Malignancies: Potential to increase the risk of malignancy. No studies have been conducted in patients with a history of malignancy or in those who continue to receive STELARA® after being diagnosed with a malignancy. Exercise caution when considering STELARA® in these patients. Monitoring for the appearance of non-melanoma skin cancer recommended, in particular for patients greater than 60 years of age, or with a medical history of prolonged immunosuppressant therapy or a history of PUVA treatment.
Hypersensitivity reactions: Serious hypersensitivity reactions (anaphylaxis and angioedema) reported, in some cases several days after treatment. If these occur, institute appropriate therapy and discontinue use of STELARA®.
Vaccinations: Patients receiving STELARA® should not receive concurrent live viral or live bacterial vaccines such as BCG. Before live viral or live bacterial vaccination, treatment with STELARA® should be withheld for at least 15 weeks after the last dose and can be resumed at least 2 weeks after vaccination. Patients receiving STELARA® may receive concurrent inactivated or non-live vaccinations.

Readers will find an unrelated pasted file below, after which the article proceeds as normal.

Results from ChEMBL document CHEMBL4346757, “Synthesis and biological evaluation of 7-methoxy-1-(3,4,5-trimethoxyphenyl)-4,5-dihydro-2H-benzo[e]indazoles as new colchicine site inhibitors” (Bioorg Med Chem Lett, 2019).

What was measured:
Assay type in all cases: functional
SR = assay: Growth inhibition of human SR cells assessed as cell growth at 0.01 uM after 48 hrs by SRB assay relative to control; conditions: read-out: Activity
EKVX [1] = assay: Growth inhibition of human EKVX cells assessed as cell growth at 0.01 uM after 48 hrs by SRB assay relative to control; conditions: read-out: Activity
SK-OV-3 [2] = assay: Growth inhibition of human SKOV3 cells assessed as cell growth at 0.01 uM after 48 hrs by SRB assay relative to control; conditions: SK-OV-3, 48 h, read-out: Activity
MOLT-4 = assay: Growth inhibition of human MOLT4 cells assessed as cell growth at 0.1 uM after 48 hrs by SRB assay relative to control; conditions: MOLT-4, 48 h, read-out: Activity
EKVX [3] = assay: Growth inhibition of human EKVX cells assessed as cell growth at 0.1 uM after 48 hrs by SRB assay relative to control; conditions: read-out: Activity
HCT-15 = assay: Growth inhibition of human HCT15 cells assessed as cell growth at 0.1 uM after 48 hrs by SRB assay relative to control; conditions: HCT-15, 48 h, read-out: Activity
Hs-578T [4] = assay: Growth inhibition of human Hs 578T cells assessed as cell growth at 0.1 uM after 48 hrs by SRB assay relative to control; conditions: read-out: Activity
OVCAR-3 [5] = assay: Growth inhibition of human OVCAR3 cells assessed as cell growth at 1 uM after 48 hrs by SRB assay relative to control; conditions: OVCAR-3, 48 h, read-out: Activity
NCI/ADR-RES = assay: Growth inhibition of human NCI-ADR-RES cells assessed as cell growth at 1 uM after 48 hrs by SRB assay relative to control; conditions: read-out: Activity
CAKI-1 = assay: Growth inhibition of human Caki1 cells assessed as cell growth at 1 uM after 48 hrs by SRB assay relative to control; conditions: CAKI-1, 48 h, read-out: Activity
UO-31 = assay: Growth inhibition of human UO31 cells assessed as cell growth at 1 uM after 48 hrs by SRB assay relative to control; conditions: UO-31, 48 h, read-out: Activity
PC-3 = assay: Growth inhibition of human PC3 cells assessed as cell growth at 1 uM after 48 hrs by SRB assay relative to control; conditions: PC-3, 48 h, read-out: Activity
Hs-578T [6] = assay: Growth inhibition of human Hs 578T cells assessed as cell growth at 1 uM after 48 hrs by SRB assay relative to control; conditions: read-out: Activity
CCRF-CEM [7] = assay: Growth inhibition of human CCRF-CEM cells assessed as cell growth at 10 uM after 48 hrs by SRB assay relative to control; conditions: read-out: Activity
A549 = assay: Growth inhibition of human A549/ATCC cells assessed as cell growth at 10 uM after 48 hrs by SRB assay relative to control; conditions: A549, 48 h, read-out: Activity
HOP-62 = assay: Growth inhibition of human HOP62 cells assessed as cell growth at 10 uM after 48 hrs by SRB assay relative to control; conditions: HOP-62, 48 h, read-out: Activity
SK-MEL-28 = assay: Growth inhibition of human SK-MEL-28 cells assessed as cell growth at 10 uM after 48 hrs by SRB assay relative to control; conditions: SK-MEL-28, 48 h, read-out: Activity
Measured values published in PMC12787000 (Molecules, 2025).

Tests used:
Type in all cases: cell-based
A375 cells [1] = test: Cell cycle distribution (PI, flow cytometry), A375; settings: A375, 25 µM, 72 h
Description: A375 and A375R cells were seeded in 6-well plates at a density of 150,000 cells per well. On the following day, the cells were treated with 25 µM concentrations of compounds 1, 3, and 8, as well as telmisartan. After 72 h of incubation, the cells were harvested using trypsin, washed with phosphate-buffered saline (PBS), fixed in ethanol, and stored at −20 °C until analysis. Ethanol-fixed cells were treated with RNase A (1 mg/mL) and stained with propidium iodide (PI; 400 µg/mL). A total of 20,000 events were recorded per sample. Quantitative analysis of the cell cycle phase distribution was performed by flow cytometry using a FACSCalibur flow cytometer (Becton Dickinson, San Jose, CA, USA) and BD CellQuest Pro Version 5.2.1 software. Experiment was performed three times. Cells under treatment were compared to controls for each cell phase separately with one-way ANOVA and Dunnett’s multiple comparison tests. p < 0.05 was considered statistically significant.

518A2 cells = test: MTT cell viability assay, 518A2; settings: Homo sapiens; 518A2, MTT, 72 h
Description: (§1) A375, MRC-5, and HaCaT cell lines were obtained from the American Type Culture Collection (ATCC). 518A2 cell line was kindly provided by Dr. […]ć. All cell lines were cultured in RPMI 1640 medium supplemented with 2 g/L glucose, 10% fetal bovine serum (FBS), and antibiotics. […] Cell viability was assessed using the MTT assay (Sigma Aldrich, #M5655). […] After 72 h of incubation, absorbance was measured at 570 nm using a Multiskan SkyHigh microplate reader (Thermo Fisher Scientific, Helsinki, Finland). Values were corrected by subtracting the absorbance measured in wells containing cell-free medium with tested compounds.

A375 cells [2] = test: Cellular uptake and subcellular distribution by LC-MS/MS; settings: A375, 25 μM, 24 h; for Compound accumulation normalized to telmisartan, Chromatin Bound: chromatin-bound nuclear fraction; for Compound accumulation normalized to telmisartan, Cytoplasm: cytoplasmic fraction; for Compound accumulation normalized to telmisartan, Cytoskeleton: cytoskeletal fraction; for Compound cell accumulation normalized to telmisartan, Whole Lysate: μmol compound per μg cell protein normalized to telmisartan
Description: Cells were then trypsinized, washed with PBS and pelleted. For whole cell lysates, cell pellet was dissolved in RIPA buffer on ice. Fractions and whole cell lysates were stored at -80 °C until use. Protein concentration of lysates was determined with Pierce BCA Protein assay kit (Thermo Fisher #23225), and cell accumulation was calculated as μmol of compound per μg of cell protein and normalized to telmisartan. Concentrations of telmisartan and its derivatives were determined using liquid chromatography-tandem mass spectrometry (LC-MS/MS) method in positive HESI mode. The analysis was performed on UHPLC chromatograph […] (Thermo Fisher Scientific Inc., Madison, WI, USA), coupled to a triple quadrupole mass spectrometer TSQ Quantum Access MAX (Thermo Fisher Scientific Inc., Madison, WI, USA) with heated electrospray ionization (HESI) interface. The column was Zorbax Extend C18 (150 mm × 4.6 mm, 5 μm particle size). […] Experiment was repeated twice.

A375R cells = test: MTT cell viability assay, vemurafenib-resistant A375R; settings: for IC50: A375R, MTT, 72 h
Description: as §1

Concomitant immunosuppressive therapy: Exercise caution, including when changing immunosuppressive biologic agents. In psoriasis studies, the safety and efficacy of STELARA® in combination with other immunosuppressants, including biologics, or phototherapy have not been evaluated. In psoriatic arthritis studies, concomitant MTX use did not appear to influence the safety or efficacy of STELARA®. In Crohn's disease studies, concomitant use of immunosuppressants or corticosteroids did not appear to influence the safety or efficacy of STELARA®.
Immunotherapy: Not known whether STELARA® affects allergy immunotherapy.
Serious skin conditions: In patients with psoriasis, exfoliative dermatitis has been reported following STELARA® treatment. Patients with plaque psoriasis may develop erythrodermic psoriasis, with symptoms that may be clinically indistinguishable from exfoliative dermatitis, as part of the natural course of their disease. If these symptoms occur, appropriate therapy should be instituted. STELARA® should be discontinued if a drug reaction is suspected.
Latex sensitivity: Needle cover contains natural rubber (latex), may cause allergic reactions.
Elderly Patients > 65 years: Use caution when treating elderly patients.